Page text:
Office of the Whistleblower

The Dodd-Frank Act required the SEC to establish a separate whistleblower office within the Division of Enforcement. The group’s mandate is to triage whistleblower tips and complaints, work with whistleblowers to cultivate leads, and help the SEC determine the amount of an award in appropriate cases. With regard to the former, the office will employ an online system designed to harvest and analyze whistleblower tips and complaints.

The Office of the Whistleblower, formed earlier this year and headed up by Sean McKessy, is now staffed and operational. In anticipation of extensive payouts under those provisions, the SEC announced in late October that it has already established an Investor Protection Fund of more than $450 million for use in paying out whistleblower awards. The Investor Protection Fund, which will be used to pay bounties to eligible whistleblowers, has been fully funded.

Assessing the Effectiveness of the Final Rules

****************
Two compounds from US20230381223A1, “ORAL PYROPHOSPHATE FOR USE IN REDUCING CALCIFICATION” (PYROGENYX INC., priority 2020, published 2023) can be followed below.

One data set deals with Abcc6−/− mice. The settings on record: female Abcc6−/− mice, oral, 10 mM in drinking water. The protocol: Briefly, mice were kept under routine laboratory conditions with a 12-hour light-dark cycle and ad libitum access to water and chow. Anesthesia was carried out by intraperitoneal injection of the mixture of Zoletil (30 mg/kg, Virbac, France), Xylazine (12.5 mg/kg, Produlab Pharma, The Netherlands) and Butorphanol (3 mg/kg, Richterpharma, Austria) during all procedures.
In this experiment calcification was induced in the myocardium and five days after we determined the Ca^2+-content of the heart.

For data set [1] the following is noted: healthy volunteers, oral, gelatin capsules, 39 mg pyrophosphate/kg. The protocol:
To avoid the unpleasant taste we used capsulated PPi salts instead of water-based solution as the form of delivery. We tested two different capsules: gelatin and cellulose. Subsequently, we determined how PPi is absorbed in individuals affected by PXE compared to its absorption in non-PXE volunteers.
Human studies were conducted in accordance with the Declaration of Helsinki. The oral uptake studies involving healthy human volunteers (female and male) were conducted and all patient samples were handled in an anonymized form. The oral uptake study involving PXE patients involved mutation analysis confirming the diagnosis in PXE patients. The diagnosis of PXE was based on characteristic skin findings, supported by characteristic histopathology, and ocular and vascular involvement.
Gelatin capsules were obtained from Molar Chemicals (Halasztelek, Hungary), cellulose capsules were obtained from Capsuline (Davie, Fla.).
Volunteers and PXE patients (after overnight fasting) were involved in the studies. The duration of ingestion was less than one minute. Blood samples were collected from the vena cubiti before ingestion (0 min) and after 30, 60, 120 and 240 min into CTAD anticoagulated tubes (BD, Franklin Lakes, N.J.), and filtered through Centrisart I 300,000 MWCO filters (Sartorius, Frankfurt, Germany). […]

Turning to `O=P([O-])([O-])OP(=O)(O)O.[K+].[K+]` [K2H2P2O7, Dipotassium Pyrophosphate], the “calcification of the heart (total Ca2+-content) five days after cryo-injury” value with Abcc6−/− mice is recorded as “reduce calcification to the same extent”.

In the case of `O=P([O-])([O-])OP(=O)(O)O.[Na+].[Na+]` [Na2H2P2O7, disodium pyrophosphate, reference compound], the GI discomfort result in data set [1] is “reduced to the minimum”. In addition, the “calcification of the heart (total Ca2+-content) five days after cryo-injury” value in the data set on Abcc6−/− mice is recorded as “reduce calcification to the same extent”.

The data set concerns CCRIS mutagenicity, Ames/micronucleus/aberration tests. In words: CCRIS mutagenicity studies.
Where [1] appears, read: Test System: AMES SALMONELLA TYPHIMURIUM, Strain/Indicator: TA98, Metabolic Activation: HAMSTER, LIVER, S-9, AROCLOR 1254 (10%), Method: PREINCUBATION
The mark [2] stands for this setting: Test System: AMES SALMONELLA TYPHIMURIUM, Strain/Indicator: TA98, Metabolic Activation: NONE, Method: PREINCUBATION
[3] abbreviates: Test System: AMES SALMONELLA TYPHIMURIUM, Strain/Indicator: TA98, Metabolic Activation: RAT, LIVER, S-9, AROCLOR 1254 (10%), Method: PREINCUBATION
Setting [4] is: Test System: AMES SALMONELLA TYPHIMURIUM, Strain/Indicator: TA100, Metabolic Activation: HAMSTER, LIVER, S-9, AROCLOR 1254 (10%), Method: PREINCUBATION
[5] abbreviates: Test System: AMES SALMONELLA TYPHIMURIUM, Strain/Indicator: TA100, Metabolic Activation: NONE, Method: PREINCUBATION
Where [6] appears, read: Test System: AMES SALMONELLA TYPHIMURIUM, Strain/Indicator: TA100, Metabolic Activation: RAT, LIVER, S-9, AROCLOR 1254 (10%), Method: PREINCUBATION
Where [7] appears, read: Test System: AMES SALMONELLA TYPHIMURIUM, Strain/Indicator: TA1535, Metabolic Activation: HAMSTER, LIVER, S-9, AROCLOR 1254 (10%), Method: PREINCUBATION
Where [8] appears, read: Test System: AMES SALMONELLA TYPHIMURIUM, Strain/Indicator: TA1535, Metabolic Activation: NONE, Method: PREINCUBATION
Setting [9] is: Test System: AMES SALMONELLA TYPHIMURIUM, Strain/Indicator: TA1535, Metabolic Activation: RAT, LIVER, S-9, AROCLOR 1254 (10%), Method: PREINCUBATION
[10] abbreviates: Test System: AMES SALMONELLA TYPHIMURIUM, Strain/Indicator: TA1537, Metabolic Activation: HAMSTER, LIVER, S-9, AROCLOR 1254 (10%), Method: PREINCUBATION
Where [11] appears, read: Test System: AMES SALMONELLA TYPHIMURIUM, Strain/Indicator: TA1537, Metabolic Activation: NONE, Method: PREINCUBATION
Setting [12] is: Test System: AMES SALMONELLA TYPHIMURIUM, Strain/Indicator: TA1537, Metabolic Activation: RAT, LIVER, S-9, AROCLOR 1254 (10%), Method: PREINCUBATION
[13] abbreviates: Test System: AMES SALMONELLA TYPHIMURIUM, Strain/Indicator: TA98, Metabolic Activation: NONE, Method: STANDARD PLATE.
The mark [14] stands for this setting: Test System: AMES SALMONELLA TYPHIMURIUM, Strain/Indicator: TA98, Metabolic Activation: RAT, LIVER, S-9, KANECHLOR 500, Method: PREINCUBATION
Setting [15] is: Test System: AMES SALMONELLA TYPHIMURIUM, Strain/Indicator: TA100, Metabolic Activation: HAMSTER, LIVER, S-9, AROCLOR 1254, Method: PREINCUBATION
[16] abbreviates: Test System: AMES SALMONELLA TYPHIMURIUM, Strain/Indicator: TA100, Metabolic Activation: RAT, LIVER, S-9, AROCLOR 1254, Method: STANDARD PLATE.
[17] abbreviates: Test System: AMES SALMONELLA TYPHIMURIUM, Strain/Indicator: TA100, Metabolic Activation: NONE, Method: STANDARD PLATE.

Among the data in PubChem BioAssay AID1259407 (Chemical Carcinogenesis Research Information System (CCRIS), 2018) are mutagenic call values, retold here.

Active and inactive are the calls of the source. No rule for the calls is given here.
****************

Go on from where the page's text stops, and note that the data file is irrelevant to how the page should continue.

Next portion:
The SEC insists the whistleblower program is already having a positive impact on its ability to identify and stop violations of the federal securities laws. From the day Dodd- Frank was signed into law, the SEC experienced an appreciable uptick in whistleblower tips and complaints. According to the SEC, these include numerous high-quality tips. During the SEC open meeting on May 25, 2011, Chairman Schapiro mentioned “stories from our investigators about how whistleblowers have [already] saved us weeks of investigation time because of the specific, credible and timely information they provided.” Another SEC representative described a recent matter in which a whistleblower’s cooperation saved the SEC six to twelve months of investigation.  

While the consequences sound promising from the SEC’s perspective, time will reveal the true impact of the final whistleblower rules. In declining to support the final whistleblower program as written, Commissioner Casey posed several questions that we should bear in mind in evaluating the rules:  

  1. Going forward, how will the SEC evaluate the effectiveness of the program? What kind of metrics will they track?  
  2. How will the SEC measure the rules’ impact on internal compliance programs?